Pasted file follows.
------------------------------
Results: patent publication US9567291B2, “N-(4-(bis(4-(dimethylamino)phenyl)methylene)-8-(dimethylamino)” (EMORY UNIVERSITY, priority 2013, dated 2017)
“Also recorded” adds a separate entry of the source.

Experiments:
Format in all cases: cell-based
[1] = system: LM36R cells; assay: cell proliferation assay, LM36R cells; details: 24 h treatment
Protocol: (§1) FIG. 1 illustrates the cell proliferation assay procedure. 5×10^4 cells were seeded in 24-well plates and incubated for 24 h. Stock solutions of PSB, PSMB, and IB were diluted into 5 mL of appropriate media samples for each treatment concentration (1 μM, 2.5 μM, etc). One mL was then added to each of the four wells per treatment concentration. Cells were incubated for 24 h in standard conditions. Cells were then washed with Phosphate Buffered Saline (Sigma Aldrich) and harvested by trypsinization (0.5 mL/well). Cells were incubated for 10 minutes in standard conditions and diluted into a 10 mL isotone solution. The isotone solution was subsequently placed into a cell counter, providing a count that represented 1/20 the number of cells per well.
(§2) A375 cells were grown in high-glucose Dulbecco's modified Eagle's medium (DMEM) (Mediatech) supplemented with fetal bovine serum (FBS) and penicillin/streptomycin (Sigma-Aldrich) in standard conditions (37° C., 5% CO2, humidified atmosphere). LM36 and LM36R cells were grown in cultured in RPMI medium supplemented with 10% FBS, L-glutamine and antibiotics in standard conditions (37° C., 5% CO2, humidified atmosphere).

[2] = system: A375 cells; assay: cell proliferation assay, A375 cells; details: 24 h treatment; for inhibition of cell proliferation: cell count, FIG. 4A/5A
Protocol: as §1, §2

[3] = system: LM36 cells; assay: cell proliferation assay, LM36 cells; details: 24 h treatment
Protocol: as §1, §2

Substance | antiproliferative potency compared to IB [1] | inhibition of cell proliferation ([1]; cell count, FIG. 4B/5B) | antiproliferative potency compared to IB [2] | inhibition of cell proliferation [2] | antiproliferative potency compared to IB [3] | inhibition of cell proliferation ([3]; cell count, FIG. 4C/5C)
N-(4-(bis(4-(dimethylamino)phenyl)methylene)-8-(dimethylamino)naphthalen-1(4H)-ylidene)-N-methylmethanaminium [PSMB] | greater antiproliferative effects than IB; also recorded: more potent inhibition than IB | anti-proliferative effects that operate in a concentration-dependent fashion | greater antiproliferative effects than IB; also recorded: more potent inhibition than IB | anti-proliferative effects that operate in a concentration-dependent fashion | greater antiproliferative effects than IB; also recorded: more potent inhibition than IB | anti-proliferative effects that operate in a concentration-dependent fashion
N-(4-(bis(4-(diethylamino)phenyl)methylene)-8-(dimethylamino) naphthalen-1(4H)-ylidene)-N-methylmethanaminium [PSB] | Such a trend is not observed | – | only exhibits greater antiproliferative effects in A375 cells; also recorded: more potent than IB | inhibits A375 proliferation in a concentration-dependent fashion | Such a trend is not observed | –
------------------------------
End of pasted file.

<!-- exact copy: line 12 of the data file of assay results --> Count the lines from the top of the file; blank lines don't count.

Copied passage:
Substance | antiproliferative potency compared to IB [1] | inhibition of cell proliferation ([1]; cell count, FIG. 4B/5B) | antiproliferative potency compared to IB [2] | inhibition of cell proliferation [2] | antiproliferative potency compared to IB [3] | inhibition of cell proliferation ([3]; cell count, FIG. 4C/5C)